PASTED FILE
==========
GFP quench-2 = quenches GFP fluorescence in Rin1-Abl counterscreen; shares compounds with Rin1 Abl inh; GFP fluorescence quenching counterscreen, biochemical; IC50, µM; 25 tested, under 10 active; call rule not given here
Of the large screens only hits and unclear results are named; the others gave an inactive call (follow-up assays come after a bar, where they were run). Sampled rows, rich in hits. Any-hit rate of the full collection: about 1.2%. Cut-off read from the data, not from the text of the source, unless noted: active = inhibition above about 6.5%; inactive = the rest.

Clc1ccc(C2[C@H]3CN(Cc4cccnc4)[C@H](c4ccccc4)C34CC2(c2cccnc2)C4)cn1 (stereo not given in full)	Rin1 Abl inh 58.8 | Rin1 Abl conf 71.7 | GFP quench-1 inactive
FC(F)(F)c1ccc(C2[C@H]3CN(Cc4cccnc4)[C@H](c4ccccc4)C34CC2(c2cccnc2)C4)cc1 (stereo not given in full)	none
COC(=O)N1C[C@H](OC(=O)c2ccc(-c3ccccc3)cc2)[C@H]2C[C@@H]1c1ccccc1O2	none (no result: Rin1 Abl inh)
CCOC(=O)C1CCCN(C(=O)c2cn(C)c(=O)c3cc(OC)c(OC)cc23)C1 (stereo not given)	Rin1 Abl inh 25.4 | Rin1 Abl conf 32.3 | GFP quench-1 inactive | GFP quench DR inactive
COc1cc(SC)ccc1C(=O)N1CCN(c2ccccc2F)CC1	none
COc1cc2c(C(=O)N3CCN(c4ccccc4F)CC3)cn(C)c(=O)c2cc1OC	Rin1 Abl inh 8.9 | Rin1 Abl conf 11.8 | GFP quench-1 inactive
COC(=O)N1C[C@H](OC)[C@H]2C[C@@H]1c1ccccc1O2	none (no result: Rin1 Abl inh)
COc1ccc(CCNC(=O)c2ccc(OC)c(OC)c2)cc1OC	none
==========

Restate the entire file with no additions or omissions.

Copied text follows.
GFP quench-2 = quenches GFP fluorescence in Rin1-Abl counterscreen; shares compounds with Rin1 Abl inh; GFP fluorescence quenching counterscreen, biochemical; IC50, µM; 25 tested, under 10 active; call rule not given here
Of the large screens only hits and unclear results are named; the others gave an inactive call (follow-up assays come after a bar, where they were run). Sampled rows, rich in hits. Any-hit rate of the full collection: about 1.2%. Cut-off read from the data, not from the text of the source, unless noted: active = inhibition above about 6.5%; inactive = the rest.

Clc1ccc(C2[C@H]3CN(Cc4cccnc4)[C@H](c4ccccc4)C34CC2(c2cccnc2)C4)cn1 (stereo not given in full)	Rin1 Abl inh 58.8 | Rin1 Abl conf 71.7 | GFP quench-1 inactive
FC(F)(F)c1ccc(C2[C@H]3CN(Cc4cccnc4)[C@H](c4ccccc4)C34CC2(c2cccnc2)C4)cc1 (stereo not given in full)	none
COC(=O)N1C[C@H](OC(=O)c2ccc(-c3ccccc3)cc2)[C@H]2C[C@@H]1c1ccccc1O2	none (no result: Rin1 Abl inh)
CCOC(=O)C1CCCN(C(=O)c2cn(C)c(=O)c3cc(OC)c(OC)cc23)C1 (stereo not given)	Rin1 Abl inh 25.4 | Rin1 Abl conf 32.3 | GFP quench-1 inactive | GFP quench DR inactive
COc1cc(SC)ccc1C(=O)N1CCN(c2ccccc2F)CC1	none
COc1cc2c(C(=O)N3CCN(c4ccccc4F)CC3)cn(C)c(=O)c2cc1OC	Rin1 Abl inh 8.9 | Rin1 Abl conf 11.8 | GFP quench-1 inactive
COC(=O)N1C[C@H](OC)[C@H]2C[C@@H]1c1ccccc1O2	none (no result: Rin1 Abl inh)
COc1ccc(CCNC(=O)c2ccc(OC)c(OC)c2)cc1OC	none